August 22nd, 2011

Paul Kahn’s mis-prognosis of America’s social imaginary

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As I argued in my previous post, there are indications that Paul Kahn subscribes to Carl Schmitt’s belief in the substantial cultural indebtedness of the modern to “the theological.” Most of these stem from the “genealogical” side of his methodology. But his search for residuum of the past is supported, as I will here attempt to demonstrate, by a very selective use of history.

July 11th, 2011

The geopolitical imperative?

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Ritualistic evocations of “America” . . . and the deep-seated sense that somehow the United States is sacrosanct space—war, by definition, taking place elsewhere—are ways of being toward the world that mask an overwhelming desire, sometimes ferocious, to avoid all sacrifices: professionalized (class-based) military, ridiculously low taxes (especially for high earners), lax popular engagement, minimal obligations, a dislike for central authority bordering on hatred. The “exception” was extended into the 1950s by means of the Cold War (which was in fact the intention), but the last time the sacrifice was generally accepted was indeed the last: Vietnam. From then on, the geopolitical imperative has looked different. Accepting the globalism of the U.S. in one form or another is one thing; sacrificing for it is an altogether different one. Sovereignty, the right to decide on the exception, has thus typically resided in the geopolitical imperative, and it has been experienced on the outside. Few foreigners make any mistake about the importance of U.S. geopolitics and the “right” that it seems to embody.

January 27th, 2011

David Sehat: the moral establishment of American Protestantism

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David Sehat talks about his new book, The Myth of American Religious Freedom, in a two-part interview with Paul Harvey on the Religion in American History blog.

January 18th, 2011

Three myths of American religious freedom

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Writing on the occasion of the National Day of Religious Freedom—observed in the United States on January 16—historian David Sehat, author of The Myth of American Religious Freedom, argues that the story of religious freedom is a “myth” that “distorts the current debate about religion in public life.” The notions of church–state separation, religious decline and exceptional liberty—all three of which are central to the narrative of religious freedom in the U.S.—are mythical and foreclose productive discussion about religion in American society, Sehat argues.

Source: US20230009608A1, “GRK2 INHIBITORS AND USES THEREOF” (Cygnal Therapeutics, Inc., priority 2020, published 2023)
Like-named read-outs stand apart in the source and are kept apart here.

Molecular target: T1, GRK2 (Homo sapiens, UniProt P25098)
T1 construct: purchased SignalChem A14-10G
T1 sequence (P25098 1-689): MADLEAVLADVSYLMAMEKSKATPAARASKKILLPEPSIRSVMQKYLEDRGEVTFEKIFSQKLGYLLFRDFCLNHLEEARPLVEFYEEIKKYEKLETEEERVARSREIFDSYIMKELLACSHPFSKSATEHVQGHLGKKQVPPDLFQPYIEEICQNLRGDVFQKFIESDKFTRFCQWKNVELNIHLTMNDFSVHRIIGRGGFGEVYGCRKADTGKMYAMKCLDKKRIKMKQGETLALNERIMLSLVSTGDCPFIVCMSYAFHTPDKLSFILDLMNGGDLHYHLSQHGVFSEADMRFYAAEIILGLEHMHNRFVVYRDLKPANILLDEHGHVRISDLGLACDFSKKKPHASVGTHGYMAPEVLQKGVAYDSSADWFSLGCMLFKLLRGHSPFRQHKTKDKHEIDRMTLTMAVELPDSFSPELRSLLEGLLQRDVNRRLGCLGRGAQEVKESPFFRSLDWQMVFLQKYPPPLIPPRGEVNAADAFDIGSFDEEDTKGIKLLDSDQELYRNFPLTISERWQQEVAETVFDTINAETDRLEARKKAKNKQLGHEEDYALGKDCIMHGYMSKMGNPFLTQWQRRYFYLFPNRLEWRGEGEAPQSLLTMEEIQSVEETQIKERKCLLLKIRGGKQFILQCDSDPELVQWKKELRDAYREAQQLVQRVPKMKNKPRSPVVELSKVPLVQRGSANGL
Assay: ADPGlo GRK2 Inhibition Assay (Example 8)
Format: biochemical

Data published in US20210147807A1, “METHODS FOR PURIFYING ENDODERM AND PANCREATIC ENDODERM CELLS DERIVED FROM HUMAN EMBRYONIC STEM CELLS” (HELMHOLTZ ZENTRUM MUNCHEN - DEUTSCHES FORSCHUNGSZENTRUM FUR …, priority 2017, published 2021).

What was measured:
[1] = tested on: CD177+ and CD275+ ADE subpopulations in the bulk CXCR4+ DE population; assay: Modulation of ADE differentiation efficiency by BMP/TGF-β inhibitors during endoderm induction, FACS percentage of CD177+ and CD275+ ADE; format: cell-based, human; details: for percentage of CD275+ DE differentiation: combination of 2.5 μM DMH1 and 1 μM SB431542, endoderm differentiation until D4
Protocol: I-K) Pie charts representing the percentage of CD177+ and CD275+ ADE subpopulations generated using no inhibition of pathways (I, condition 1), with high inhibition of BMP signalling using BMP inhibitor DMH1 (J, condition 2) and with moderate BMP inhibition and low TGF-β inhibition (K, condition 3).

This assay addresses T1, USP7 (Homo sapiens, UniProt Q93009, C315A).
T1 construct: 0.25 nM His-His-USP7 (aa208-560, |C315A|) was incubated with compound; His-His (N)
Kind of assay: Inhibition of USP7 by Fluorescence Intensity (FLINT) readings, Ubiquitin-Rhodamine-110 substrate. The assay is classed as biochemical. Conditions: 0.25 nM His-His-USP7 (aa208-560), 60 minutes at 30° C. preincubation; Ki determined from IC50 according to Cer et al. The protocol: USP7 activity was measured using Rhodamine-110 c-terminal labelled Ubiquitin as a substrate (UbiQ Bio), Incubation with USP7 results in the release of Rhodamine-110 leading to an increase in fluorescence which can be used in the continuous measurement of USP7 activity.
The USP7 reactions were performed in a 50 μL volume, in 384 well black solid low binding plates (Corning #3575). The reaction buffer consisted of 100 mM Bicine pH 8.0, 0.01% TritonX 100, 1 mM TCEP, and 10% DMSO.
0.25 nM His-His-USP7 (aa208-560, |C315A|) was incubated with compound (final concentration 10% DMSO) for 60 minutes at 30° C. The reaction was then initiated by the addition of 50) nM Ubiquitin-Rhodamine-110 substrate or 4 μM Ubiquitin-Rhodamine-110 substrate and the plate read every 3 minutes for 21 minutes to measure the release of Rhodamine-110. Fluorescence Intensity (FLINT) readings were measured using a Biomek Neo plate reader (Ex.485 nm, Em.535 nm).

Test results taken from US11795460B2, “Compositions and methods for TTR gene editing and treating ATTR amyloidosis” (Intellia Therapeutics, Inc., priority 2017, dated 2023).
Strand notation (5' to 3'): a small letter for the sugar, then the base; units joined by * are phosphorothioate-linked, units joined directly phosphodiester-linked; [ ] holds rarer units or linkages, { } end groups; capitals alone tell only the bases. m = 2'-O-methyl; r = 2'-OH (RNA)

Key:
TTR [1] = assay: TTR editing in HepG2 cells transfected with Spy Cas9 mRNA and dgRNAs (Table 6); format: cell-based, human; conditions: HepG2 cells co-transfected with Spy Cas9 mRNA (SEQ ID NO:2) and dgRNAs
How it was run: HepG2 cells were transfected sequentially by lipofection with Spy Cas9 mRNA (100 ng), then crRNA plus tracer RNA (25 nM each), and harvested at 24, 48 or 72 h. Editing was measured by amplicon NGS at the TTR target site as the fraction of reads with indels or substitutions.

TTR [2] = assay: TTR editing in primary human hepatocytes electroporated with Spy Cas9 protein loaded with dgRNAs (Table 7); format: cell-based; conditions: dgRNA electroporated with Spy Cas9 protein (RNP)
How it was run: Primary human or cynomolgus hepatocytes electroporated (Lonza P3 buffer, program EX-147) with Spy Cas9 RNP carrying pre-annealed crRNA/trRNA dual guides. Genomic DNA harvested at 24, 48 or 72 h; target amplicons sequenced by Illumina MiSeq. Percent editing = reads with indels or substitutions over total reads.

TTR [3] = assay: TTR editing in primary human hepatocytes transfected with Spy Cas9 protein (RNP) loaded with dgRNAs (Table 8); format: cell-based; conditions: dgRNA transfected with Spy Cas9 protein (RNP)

August 25th, 2010

A Cold War choir

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On Sunday, The New York Times featured an article on the significance of the Mormon Tabernacle Choir’s “Operation Telstar” performance at Mount Rushmore, nearly fifty years ago. Telstar was the communications satellite through which U.S. programmers, in a “now nearly forgotten salvo of the cold war,” sent “a blast of American culture and technological prowess aimed at Europe,” on July 23, 1962.

April 27th, 2010

Made in America

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Claude S. Fischer discusses his latest book, Made in America: A Social History of American Culture and Character, at Rorotoko.

June 22nd, 2009

Obama and the end of exceptionalism

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Presidents are compelled to use the language of exceptionalism in two important ways. If our presidents are to be believed, we are always doing something New and something Great. We have had, in the past eighty years, the New Deal, the Fair Deal, the New Frontier, the Great Society, the New Nixon, Morning in America, A Thousand Points of Light, a New Covenant, a Bridge to Tomorrow, and Compassionate Conservatism, and now we have a New Foundation. These slogans are made to do a lot of work, in that they suggest another word that became the brand of the Obama campaign last year: change.

November 5th, 2008

History as guide

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Yesterday’s presidential election in the United States and the 10th anniversary of the U.S. International Religious Freedom Act (IRFA) last week provide perfect bookends for considering the past, present, and possible futures of the role of religion in U.S. foreign policy. […]

February 26th, 2008

Religious reasons & secular revelations

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That Jürgen Habermas and I probably agree on most fundamental issues does not mean that there are no differences between us; indeed we have engaged in a friendly debate over some of our differences over many years. Habermas writes as a “methodological atheist,” which means that when doing philosophy or social science, he presumes nothing about particular religious beliefs. Another friend of mine, the well-known sociologist Peter Berger, who is a professed Christian, also does his sociology from the point of view of methodological atheism. I have heard him in a public lecture say, “Now I am taking off my sociological hat and putting on my theological hat.” I don’t have two hats; I am a Christian sociologist. […]